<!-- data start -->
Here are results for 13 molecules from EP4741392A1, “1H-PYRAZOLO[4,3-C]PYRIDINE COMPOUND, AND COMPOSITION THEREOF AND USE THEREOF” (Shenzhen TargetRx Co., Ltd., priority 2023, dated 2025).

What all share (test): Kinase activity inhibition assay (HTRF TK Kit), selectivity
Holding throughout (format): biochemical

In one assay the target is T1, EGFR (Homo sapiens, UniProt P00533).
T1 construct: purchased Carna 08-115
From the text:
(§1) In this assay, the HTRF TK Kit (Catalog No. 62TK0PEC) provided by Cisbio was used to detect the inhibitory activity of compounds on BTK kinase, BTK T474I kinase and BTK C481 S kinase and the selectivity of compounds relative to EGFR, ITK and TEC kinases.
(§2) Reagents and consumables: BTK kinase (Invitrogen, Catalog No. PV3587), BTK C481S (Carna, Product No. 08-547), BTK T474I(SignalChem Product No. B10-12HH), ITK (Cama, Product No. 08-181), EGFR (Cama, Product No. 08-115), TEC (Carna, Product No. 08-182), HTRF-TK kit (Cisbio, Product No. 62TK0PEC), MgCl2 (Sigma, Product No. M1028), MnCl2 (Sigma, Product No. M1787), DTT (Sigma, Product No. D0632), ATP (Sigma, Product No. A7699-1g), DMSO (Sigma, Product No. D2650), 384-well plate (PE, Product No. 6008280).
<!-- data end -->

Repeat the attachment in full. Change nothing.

Here are results for 13 molecules from EP4741392A1, “1H-PYRAZOLO[4,3-C]PYRIDINE COMPOUND, AND COMPOSITION THEREOF AND USE THEREOF” (Shenzhen TargetRx Co., Ltd., priority 2023, dated 2025).

What all share (test): Kinase activity inhibition assay (HTRF TK Kit), selectivity
Holding throughout (format): biochemical

In one assay the target is T1, EGFR (Homo sapiens, UniProt P00533).
T1 construct: purchased Carna 08-115
From the text:
(§1) In this assay, the HTRF TK Kit (Catalog No. 62TK0PEC) provided by Cisbio was used to detect the inhibitory activity of compounds on BTK kinase, BTK T474I kinase and BTK C481 S kinase and the selectivity of compounds relative to EGFR, ITK and TEC kinases.
(§2) Reagents and consumables: BTK kinase (Invitrogen, Catalog No. PV3587), BTK C481S (Carna, Product No. 08-547), BTK T474I(SignalChem Product No. B10-12HH), ITK (Cama, Product No. 08-181), EGFR (Cama, Product No. 08-115), TEC (Carna, Product No. 08-182), HTRF-TK kit (Cisbio, Product No. 62TK0PEC), MgCl2 (Sigma, Product No. M1028), MnCl2 (Sigma, Product No. M1787), DTT (Sigma, Product No. D0632), ATP (Sigma, Product No. A7699-1g), DMSO (Sigma, Product No. D2650), 384-well plate (PE, Product No. 6008280).